Support independent, student-run journalism.  Your support helps give staff members from all backgrounds the opportunity to conduct meaningful reporting on important issues at Stanford. All contributions are tax-deductible.

Conjoined twins separated at Lucile Packard

By

Angelica and Angelina Sabuco, two year-old twins who were born conjoined at the chest and abdomen, were separated from each other Tuesday at Stanford’s Lucile Packard Children’s Hospital, according to a hospital report.

The operation, which lasted more than nine hours according to the Associated Press, drew national media attention.

“This is a dream come true,” said the twin’s mother Ginady Sabuco at a press conference following the surgery. “Words cannot express how the family feels.”

The hospital reported that the procedure was the sixth separation of conjoined twins to be performed by lead surgeon Gary Hartman, a clinical professor at Stanford, and the second to be carried out at Lucile Packard Children’s Hospital.

Hartman also led the surgery to separate conjoined twins Yurelia and Fiorella Rocha-Arias in Nov. 2001 at the Packard Children’s Hospital. He told the San Francisco Chronicle before Tuesday’s surgery that the separation of the Sabuco twins would probably be less complex.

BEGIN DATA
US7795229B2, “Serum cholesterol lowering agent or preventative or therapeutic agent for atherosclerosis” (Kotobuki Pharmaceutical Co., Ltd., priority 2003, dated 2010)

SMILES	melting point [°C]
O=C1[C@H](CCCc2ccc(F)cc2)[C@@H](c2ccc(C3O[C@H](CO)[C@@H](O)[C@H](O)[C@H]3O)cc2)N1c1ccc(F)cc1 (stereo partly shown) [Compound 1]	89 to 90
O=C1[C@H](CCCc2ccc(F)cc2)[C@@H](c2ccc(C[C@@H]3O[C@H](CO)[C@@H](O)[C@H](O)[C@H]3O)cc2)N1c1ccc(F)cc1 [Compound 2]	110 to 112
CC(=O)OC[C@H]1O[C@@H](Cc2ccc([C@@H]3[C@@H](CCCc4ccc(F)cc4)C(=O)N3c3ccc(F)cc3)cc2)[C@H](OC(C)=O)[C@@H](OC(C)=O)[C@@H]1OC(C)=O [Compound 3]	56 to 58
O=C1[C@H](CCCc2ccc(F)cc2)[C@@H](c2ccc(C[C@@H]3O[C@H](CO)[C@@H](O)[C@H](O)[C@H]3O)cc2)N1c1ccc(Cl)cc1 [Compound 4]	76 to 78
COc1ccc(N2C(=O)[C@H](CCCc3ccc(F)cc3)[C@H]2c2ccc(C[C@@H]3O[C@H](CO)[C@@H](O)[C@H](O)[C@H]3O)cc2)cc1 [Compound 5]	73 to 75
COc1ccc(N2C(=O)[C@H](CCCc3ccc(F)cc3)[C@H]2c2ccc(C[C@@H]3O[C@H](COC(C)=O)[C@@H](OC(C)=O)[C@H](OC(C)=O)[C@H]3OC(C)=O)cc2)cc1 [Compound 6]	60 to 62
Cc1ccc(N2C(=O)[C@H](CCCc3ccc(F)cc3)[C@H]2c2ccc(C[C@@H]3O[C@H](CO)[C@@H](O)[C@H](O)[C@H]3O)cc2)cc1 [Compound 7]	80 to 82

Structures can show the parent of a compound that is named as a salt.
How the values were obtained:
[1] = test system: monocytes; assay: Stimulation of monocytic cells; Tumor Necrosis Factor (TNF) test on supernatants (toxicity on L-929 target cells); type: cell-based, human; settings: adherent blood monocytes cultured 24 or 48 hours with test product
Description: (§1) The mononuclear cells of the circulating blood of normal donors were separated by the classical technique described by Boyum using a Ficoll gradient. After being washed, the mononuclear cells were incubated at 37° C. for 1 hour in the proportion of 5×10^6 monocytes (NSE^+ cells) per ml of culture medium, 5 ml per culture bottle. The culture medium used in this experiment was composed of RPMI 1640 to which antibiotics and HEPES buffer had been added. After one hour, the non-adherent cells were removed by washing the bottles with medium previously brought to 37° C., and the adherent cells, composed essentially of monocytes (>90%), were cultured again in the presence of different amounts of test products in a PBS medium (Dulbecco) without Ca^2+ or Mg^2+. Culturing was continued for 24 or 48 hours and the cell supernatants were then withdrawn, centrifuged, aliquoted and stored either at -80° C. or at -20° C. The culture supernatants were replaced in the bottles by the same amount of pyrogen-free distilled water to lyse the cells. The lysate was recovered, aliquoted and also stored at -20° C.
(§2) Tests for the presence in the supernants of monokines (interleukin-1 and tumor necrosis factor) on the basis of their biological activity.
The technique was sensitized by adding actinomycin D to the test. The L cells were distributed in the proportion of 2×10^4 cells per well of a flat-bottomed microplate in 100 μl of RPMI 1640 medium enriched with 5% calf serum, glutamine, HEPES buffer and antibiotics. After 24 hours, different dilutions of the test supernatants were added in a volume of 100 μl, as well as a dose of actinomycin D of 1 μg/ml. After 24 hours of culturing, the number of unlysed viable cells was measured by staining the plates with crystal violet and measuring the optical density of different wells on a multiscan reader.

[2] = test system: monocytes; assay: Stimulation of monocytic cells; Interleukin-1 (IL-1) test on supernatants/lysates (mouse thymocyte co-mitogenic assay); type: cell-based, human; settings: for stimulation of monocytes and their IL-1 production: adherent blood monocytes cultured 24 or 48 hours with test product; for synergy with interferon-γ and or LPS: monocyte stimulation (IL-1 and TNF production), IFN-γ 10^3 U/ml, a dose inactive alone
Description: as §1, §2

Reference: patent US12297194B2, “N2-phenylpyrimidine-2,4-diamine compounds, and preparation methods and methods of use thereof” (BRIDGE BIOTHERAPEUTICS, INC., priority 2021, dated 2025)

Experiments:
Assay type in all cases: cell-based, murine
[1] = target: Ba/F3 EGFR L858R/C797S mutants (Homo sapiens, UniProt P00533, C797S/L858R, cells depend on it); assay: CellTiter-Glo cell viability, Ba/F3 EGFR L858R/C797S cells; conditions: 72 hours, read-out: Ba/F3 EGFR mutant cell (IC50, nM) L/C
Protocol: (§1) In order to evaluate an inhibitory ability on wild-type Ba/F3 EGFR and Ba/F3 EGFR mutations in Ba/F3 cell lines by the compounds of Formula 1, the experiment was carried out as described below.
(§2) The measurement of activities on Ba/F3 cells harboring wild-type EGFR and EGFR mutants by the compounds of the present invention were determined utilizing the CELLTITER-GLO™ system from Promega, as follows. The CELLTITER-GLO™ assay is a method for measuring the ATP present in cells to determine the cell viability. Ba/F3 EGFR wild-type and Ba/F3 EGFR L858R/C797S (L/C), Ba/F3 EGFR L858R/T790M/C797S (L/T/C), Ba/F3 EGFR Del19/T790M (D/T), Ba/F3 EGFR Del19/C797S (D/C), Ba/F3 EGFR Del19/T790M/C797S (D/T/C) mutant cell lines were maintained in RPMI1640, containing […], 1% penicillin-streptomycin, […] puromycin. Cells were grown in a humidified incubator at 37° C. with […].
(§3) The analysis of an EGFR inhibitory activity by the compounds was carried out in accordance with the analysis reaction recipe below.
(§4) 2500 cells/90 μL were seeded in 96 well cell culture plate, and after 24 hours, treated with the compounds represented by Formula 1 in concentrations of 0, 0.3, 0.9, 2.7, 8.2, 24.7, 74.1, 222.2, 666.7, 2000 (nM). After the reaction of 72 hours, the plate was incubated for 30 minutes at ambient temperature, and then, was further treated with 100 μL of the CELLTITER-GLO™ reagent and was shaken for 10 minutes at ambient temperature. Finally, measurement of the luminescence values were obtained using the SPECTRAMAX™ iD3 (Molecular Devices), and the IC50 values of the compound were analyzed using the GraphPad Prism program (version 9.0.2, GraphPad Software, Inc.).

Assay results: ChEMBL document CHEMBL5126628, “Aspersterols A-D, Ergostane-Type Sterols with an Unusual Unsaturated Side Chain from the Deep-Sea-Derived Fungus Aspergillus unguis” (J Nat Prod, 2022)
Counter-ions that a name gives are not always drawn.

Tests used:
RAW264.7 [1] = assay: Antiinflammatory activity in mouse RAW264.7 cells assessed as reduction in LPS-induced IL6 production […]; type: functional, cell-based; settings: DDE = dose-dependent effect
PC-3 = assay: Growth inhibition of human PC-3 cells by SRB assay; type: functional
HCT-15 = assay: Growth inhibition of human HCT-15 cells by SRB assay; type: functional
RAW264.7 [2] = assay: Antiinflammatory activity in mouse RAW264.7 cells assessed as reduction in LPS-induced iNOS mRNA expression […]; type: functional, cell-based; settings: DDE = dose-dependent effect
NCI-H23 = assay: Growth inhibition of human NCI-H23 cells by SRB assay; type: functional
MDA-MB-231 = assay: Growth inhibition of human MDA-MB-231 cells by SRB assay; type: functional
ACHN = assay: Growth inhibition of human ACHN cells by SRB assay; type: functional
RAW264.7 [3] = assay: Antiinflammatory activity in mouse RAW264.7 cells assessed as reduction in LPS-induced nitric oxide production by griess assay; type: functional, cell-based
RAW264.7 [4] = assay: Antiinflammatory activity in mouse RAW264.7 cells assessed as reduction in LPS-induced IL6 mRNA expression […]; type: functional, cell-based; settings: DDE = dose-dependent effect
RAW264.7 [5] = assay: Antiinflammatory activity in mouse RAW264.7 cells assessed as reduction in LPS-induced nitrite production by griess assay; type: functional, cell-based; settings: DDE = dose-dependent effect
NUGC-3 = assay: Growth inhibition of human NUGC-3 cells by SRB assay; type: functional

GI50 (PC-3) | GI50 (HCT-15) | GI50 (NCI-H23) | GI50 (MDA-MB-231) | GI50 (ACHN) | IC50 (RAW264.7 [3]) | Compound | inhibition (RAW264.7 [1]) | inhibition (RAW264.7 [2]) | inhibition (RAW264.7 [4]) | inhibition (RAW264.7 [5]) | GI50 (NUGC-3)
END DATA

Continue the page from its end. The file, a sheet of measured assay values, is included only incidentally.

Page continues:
He said that while the hearts of the Rocha-Arias twins were connected at the right atrium, only the tips of the Sabuco twins’ hearts touched each other. According to Hartman, the biggest obstacle to separating the Sabuco twins on Tuesday was the fact that their livers were closely joined together.

“We are very pleased,” Hartman said to reporters after the operation. “It could not have gone better.”

Angelica and Angelina were born in the Philippines and moved with their mother to San Jose last year to join their father, who is a technician at a Bay Area company. The incidence of conjoined twin births is estimated at one in 50,000 to 100,000 births worldwide each year, according to the hospital.

The hospital said the overall survival rate of conjoined twins is 25 percent.

— Kurt Chirbas